In Vodafone Kabel Deutschland GmbH v Bundesverband der Verbraucherzentralen und Verbraucherverbände – Verbraucherzentrale Bundesverband e.V., the Oberlandesgericht München (Higher Regional Court – Munich) made a request to the European Court of Justice for a preliminary ruling in relation to the interpretation of Article 62(4) of PSD2 which says:
“In any case, Member States shall ensure that the payee shall not request charges for the use of payment instruments for which interchange fees are regulated under Chapter II of Regulation (EU) 2015/751 and for those payment services to which Regulation (EU) No 260/2012 applies.”
The request was made in proceedings between Vodafone and the German Federal Union of Consumer Organisations and Associations (Federal Union) concerning the application of a standard charge in respect of the use of certain payment instruments for the execution of payment transactions arising from contracts concluded between Vodafone and consumers.
Following the transposition of PSD2 into German law on 13 January 2018, Vodafone has been drawing a distinction between its service contracts concluded before that date and those concluded on or after that date. In relation to the first category of contracts, Vodafone applies a standard charge, called a ‘Selbstzahlerpauschale’ (fixed fee in respect of payment made by the customer himself or herself), of €2.50 per payment transaction for customers who do not authorise it to make automatic direct debits, but pay the bills themselves by means of a SEPA credit transfer. On the other hand, that charge is no longer included in the price list applicable to the second category of contracts.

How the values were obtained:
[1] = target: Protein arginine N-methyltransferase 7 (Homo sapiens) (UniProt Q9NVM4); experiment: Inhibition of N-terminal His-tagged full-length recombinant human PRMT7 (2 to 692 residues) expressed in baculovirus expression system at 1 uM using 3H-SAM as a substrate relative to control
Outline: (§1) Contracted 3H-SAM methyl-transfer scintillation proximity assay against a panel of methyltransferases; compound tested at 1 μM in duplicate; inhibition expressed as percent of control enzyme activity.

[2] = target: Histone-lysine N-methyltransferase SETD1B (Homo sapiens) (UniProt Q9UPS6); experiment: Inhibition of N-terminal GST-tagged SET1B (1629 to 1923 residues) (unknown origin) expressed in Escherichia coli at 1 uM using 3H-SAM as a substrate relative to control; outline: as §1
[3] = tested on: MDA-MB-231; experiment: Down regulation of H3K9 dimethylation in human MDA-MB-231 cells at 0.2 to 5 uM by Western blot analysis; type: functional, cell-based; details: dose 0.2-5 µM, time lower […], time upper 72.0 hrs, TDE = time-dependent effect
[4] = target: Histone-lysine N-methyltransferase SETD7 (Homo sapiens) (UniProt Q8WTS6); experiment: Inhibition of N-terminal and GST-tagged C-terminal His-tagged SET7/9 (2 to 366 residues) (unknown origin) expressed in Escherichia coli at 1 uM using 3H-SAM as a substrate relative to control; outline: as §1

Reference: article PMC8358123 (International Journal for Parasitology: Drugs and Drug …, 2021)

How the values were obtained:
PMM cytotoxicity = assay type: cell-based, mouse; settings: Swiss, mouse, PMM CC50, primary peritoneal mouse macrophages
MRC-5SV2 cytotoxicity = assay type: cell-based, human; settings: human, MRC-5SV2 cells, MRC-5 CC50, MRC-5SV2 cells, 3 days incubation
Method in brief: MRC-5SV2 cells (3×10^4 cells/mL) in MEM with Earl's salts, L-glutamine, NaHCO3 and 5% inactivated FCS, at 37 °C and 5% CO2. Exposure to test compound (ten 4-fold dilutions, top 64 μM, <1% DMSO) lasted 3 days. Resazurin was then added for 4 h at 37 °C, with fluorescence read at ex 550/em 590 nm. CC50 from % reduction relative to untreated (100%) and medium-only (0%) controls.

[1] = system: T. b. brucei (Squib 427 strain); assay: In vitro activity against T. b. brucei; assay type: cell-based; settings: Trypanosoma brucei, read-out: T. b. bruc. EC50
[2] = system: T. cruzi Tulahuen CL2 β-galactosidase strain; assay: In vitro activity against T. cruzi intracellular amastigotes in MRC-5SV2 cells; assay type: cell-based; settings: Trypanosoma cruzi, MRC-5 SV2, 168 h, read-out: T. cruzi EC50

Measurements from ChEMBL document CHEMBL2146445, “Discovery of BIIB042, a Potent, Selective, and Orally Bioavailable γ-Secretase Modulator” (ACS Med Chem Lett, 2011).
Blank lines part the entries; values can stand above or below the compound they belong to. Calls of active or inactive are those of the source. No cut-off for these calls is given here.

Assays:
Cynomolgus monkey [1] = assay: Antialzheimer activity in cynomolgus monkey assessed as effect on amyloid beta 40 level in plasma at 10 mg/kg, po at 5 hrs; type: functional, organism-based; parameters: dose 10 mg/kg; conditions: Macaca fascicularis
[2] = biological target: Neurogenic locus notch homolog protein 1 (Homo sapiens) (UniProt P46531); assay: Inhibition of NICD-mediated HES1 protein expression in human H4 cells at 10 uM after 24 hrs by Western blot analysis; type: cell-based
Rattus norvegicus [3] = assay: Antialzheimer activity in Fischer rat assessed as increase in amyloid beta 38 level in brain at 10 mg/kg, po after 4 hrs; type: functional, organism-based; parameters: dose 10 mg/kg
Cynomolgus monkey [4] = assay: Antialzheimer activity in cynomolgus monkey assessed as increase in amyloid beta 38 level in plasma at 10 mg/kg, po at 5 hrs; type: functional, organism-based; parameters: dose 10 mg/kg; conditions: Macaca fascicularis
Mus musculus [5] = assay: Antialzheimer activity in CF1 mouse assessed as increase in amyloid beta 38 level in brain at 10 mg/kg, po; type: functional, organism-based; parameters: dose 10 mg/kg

Vodafone’s view is that it is entitled to apply that charge to payment transactions initiated in performance of contracts concluded before 13 January 2018 and, therefore, can levy the fixed fee in respect of such transactions even after that date. Vodafone argues that the prohibition on levying additional charges, laid down in Paragraph 270a of the Bürgerliches Gesetzbuch (Civil Code), applies only to contracts of indefinite duration concluded from 13 January 2018 onwards.
The Federal Union’s view is that the prohibition on levying additional charges from 13 January 2018 onwards also applies to payment transactions initiated after that date in performance of contracts concluded before that date, since Article 62(4) of PSD2 is intended to create the same conditions across the internal market in payment services.
The question the ECJ was therefore asked to consider was whether Article 62(4) of PSD2 must be interpreted as precluding national legislation under which, in the context of contracts of indefinite duration concluded with consumers, the prohibition on requesting charges for the use of payment instruments and for payment services referred to in that provision applies only to payment transactions initiated in performance of contracts concluded after 13 January 2018, with the result that such charges remain applicable to payment transactions initiated after that date in performance of contracts of indefinite duration concluded before that date.
The ECJ concluded that Article 62(4) of PSD2 must be interpreted as precluding national legislation, thereby finding in Vodafone’s favour.